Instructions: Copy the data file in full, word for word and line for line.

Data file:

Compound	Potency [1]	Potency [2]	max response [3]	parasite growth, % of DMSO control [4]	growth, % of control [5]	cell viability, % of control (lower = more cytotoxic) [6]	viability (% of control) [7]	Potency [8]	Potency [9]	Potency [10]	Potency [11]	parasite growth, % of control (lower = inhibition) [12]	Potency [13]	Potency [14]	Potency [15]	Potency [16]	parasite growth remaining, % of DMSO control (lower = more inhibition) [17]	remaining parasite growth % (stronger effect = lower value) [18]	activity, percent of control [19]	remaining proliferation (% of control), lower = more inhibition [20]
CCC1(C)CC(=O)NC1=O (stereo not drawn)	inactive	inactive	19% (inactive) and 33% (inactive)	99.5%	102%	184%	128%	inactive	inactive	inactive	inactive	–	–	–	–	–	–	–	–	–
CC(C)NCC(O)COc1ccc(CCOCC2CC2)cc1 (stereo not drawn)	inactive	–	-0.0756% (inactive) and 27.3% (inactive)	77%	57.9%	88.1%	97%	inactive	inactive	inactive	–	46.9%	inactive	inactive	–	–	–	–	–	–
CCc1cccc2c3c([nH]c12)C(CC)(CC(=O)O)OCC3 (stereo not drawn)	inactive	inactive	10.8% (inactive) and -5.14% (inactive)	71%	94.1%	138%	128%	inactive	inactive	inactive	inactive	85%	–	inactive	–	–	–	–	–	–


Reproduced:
Compound	Potency [1]	Potency [2]	max response [3]	parasite growth, % of DMSO control [4]	growth, % of control [5]	cell viability, % of control (lower = more cytotoxic) [6]	viability (% of control) [7]	Potency [8]	Potency [9]	Potency [10]	Potency [11]	parasite growth, % of control (lower = inhibition) [12]	Potency [13]	Potency [14]	Potency [15]	Potency [16]	parasite growth remaining, % of DMSO control (lower = more inhibition) [17]	remaining parasite growth % (stronger effect = lower value) [18]	activity, percent of control [19]	remaining proliferation (% of control), lower = more inhibition [20]
CCC1(C)CC(=O)NC1=O (stereo not drawn)	inactive	inactive	19% (inactive) and 33% (inactive)	99.5%	102%	184%	128%	inactive	inactive	inactive	inactive	–	–	–	–	–	–	–	–	–
CC(C)NCC(O)COc1ccc(CCOCC2CC2)cc1 (stereo not drawn)	inactive	–	-0.0756% (inactive) and 27.3% (inactive)	77%	57.9%	88.1%	97%	inactive	inactive	inactive	–	46.9%	inactive	inactive	–	–	–	–	–	–
CCc1cccc2c3c([nH]c12)C(CC)(CC(=O)O)OCC3 (stereo not drawn)	inactive	inactive	10.8% (inactive) and -5.14% (inactive)	71%	94.1%	138%	128%	inactive	inactive	inactive	inactive	85%	–	inactive	–	–	–	–	–	–